Lots of showing off, not much showing data
Is data visualizations a pragmatic or artistic practice? This question was addressed when programmers and theorists meet up at a workshop organized by Born Digital.
While the sun was shining outside on November the 3rd, programmers and theorists came together in a dark, small room in theater Kikker to discuss the state of data visualization. As part of this year’s Impakt Festival: The Right to Know a workshop on data visualization by Born Digital should lay the gaps between theory and practice, design and concept bare open.
The dark room was soon enlightened with several visualizations. Heinze Havinga started with an attempt to rebuild an image of a city he saw on a t-shirt once, but this time as a visualization of “real” empirical data he had from all of Utrecht’s neighborhoods. It resulted in an atmospheric image with moving colors that shows how beautiful data sometimes can be. Havinga clearly had artistic intentions: he just wanted to create something which is nice to look at and therefore he had to make some concessions (which he called “cheating”) to the ability of the image to communicate pragmatic information of the underlying data. The joy in manipulating parameters and playfully struggling with technology could be read of Havinga’s face. The result impressed all. But is a correct visual translation really all we want from data visualization?
The broadcaster NOS has spotted this gap between the ability of programming and of asking the data the right critical questions. Therefore they used the workshop to address a new audience beyond programmers - the need to work together became apparent. The big Dutch broadcaster NOS has collaborated before, and presented its work with Dropstuff.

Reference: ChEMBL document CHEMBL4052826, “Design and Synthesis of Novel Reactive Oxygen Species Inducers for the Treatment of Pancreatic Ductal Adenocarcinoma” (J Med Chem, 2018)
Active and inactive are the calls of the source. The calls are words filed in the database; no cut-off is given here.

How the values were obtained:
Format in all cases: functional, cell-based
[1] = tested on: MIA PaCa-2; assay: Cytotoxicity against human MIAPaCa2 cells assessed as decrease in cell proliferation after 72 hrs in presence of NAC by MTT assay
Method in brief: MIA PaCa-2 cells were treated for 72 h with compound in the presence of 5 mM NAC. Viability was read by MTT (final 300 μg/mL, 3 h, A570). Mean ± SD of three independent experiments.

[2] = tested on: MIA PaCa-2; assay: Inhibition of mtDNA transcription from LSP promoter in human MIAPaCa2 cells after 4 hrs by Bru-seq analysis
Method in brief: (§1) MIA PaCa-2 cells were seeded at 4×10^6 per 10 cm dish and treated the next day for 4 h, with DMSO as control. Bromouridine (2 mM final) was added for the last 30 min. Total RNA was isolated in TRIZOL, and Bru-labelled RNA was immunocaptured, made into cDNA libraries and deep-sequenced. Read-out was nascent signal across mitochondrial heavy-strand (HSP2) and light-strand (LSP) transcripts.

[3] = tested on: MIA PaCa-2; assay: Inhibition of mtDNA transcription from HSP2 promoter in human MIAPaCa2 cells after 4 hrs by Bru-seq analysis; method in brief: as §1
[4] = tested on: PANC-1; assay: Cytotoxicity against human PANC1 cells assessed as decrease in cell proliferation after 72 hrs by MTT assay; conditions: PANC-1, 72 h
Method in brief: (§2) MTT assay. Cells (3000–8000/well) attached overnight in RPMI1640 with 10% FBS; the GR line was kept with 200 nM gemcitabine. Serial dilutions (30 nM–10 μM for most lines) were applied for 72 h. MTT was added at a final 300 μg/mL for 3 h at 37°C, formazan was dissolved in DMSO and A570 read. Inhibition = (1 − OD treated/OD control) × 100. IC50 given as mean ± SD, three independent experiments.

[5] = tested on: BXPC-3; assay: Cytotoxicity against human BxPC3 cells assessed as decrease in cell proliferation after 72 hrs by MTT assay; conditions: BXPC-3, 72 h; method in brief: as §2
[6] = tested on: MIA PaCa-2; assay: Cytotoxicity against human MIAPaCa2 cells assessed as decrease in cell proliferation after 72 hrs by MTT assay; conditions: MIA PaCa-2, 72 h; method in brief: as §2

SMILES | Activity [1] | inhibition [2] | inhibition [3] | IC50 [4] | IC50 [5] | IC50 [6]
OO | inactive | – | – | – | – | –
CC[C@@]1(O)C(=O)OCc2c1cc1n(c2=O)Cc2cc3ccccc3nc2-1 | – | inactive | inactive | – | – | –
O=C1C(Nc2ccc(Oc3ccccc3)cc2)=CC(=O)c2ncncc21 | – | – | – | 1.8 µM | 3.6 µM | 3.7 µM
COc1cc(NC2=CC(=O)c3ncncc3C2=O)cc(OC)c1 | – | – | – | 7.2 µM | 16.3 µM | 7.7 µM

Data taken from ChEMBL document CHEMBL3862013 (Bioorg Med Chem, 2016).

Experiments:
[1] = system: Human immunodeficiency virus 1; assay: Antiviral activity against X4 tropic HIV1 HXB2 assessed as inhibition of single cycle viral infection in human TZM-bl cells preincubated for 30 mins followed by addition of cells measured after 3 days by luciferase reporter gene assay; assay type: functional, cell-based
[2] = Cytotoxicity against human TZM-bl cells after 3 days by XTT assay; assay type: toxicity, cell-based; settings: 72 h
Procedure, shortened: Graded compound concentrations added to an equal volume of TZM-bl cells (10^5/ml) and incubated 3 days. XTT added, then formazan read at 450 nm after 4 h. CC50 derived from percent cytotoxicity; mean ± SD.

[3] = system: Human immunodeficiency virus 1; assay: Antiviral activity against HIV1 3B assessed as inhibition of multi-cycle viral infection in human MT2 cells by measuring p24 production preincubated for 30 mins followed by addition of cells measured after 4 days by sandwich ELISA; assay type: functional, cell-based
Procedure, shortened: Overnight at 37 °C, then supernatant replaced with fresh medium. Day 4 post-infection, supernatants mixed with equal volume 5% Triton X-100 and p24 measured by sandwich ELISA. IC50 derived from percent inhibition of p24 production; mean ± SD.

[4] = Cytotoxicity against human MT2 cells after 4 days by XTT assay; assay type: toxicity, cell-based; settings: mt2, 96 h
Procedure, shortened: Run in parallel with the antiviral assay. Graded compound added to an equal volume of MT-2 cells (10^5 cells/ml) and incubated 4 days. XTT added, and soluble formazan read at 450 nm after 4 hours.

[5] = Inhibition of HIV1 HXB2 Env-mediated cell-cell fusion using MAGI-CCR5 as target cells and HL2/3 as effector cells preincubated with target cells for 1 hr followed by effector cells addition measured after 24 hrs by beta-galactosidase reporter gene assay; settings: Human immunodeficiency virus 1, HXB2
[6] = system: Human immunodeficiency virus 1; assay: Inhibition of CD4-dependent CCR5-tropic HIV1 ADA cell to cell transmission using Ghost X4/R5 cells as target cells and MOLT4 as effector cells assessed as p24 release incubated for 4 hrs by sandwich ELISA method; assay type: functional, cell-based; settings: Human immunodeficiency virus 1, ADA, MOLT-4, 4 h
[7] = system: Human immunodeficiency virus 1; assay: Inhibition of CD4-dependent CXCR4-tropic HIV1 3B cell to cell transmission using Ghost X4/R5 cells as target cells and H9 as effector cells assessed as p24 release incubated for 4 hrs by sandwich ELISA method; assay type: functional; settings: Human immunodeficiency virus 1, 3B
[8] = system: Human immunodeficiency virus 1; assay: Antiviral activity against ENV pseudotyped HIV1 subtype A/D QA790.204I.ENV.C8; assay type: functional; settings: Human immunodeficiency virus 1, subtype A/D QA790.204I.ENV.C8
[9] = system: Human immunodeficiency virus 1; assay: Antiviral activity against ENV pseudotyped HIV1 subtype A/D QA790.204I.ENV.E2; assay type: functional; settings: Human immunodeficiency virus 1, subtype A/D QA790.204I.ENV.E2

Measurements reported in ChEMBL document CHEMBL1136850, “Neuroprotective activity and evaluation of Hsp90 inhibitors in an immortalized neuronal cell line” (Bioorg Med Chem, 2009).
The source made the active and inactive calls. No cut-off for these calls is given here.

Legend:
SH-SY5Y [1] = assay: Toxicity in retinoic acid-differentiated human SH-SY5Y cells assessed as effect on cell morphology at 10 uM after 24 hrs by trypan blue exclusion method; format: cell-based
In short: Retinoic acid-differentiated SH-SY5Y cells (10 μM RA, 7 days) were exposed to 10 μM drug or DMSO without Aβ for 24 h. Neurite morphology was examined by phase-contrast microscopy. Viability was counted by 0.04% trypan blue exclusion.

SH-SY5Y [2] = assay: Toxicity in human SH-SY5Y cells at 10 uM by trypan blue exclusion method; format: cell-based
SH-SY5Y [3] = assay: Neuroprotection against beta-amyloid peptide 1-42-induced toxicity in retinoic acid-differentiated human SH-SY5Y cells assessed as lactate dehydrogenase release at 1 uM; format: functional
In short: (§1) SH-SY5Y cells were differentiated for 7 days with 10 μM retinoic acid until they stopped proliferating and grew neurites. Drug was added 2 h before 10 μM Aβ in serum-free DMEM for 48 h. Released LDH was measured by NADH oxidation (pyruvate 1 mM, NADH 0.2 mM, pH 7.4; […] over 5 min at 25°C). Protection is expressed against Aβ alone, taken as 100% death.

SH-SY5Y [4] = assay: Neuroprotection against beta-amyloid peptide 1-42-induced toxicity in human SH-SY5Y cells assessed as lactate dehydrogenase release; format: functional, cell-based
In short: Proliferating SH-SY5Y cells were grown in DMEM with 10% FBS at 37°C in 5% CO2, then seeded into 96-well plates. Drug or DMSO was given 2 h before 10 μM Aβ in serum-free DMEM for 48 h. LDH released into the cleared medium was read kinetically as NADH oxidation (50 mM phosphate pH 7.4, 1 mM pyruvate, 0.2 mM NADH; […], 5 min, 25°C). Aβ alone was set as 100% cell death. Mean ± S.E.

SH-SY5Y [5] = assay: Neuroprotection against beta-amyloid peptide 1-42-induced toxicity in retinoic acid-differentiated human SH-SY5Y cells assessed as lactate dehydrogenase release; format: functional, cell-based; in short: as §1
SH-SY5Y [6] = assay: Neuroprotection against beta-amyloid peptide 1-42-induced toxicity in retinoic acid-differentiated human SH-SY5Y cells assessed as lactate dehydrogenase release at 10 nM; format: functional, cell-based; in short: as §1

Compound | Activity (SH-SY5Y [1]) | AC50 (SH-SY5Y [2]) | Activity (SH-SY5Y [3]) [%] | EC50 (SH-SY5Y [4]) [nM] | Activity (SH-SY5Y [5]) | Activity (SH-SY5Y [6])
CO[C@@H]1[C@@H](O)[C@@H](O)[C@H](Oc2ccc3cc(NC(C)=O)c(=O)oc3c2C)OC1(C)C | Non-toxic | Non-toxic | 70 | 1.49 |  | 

Dropstuff is exploiting a network of huge screens, slowly expanding over public places in mostly big cities all over the world. They are actively looking for creative ways to use the screens and asked the theorists to think along. Collaboration with the NOS is step one, but how can these big screens be used for an artistic purpose, or any other way by using news data provided by several press agency’s? The technology and infrastructure are at hand, but the developers still had a lack of good ideas. It shows at least how important inspiration can be in order to get creative visualizations – mastering technology is not the only important factor.
Many more visualizations techniques were presented at the workshop. From life music visualizations that change by the musical input in clubs and concerts, to more educative info graphics to present complex ideas and theories in government publications or journalistic articles. Data visualization can be a great tool to actually present information or data in order to develop knowledge and provide new insights. But – most of the visualizations shown on this day were mostly artistic, made to impress. It is still a lot of showing off, but at this edition of Impakt Festival steps are made to work towards visualizations that actually embrace the festival’s questions: visualizations that are about the right to know instead of just the right to express creative ideas.